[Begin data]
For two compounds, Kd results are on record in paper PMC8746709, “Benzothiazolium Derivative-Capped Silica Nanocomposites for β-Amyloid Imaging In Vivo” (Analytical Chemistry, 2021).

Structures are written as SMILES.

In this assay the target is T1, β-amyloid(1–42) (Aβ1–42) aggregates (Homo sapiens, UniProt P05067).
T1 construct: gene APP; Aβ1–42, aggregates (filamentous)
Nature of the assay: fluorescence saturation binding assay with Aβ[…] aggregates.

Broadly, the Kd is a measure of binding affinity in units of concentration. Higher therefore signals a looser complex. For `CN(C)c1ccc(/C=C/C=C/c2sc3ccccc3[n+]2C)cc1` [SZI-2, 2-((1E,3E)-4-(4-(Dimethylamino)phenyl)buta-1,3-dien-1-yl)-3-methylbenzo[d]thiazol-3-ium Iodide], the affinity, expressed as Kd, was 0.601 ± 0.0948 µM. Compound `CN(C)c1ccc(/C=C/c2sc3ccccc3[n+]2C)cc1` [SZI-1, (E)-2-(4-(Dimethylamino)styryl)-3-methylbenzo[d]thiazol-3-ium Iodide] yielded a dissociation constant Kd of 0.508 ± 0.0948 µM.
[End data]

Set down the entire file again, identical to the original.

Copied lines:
For two compounds, Kd results are on record in paper PMC8746709, “Benzothiazolium Derivative-Capped Silica Nanocomposites for β-Amyloid Imaging In Vivo” (Analytical Chemistry, 2021).

Structures are written as SMILES.

In this assay the target is T1, β-amyloid(1–42) (Aβ1–42) aggregates (Homo sapiens, UniProt P05067).
T1 construct: gene APP; Aβ1–42, aggregates (filamentous)
Nature of the assay: fluorescence saturation binding assay with Aβ[…] aggregates.

Broadly, the Kd is a measure of binding affinity in units of concentration. Higher therefore signals a looser complex. For `CN(C)c1ccc(/C=C/C=C/c2sc3ccccc3[n+]2C)cc1` [SZI-2, 2-((1E,3E)-4-(4-(Dimethylamino)phenyl)buta-1,3-dien-1-yl)-3-methylbenzo[d]thiazol-3-ium Iodide], the affinity, expressed as Kd, was 0.601 ± 0.0948 µM. Compound `CN(C)c1ccc(/C=C/c2sc3ccccc3[n+]2C)cc1` [SZI-1, (E)-2-(4-(Dimethylamino)styryl)-3-methylbenzo[d]thiazol-3-ium Iodide] yielded a dissociation constant Kd of 0.508 ± 0.0948 µM.